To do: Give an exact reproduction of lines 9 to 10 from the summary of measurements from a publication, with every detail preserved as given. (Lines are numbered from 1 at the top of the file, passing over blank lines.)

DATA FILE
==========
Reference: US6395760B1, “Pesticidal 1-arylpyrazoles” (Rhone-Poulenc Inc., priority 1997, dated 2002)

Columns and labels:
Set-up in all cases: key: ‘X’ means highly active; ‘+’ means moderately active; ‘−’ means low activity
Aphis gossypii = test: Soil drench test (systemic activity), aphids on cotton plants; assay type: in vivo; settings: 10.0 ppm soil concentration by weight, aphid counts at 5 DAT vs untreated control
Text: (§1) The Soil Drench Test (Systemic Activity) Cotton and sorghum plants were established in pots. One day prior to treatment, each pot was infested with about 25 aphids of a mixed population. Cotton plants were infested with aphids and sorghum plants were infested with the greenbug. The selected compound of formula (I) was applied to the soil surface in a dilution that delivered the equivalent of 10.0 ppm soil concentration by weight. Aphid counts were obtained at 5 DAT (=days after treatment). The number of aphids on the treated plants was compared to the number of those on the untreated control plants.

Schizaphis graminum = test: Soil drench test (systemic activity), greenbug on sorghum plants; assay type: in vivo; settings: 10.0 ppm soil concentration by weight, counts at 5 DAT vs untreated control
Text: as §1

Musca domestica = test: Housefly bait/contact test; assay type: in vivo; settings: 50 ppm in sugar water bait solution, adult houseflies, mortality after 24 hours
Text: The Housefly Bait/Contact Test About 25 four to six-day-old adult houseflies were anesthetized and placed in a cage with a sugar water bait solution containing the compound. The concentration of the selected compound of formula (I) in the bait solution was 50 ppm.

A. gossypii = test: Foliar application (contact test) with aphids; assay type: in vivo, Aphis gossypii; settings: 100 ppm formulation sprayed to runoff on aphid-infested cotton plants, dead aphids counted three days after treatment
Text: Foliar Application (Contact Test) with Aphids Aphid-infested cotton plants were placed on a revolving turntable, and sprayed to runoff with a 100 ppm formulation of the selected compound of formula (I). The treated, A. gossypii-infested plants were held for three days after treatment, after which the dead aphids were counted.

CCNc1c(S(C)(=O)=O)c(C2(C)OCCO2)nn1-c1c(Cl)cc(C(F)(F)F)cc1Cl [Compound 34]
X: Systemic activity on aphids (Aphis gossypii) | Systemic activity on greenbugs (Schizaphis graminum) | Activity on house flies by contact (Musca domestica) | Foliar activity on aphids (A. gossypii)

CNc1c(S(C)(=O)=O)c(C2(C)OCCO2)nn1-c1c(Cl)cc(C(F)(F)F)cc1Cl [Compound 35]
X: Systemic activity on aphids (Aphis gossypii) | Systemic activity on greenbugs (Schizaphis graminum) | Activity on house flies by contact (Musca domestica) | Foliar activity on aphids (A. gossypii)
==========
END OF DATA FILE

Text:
Text: The Housefly Bait/Contact Test About 25 four to six-day-old adult houseflies were anesthetized and placed in a cage with a sugar water bait solution containing the compound. The concentration of the selected compound of formula (I) in the bait solution was 50 ppm.

A. gossypii = test: Foliar application (contact test) with aphids; assay type: in vivo, Aphis gossypii; settings: 100 ppm formulation sprayed to runoff on aphid-infested cotton plants, dead aphids counted three days after treatment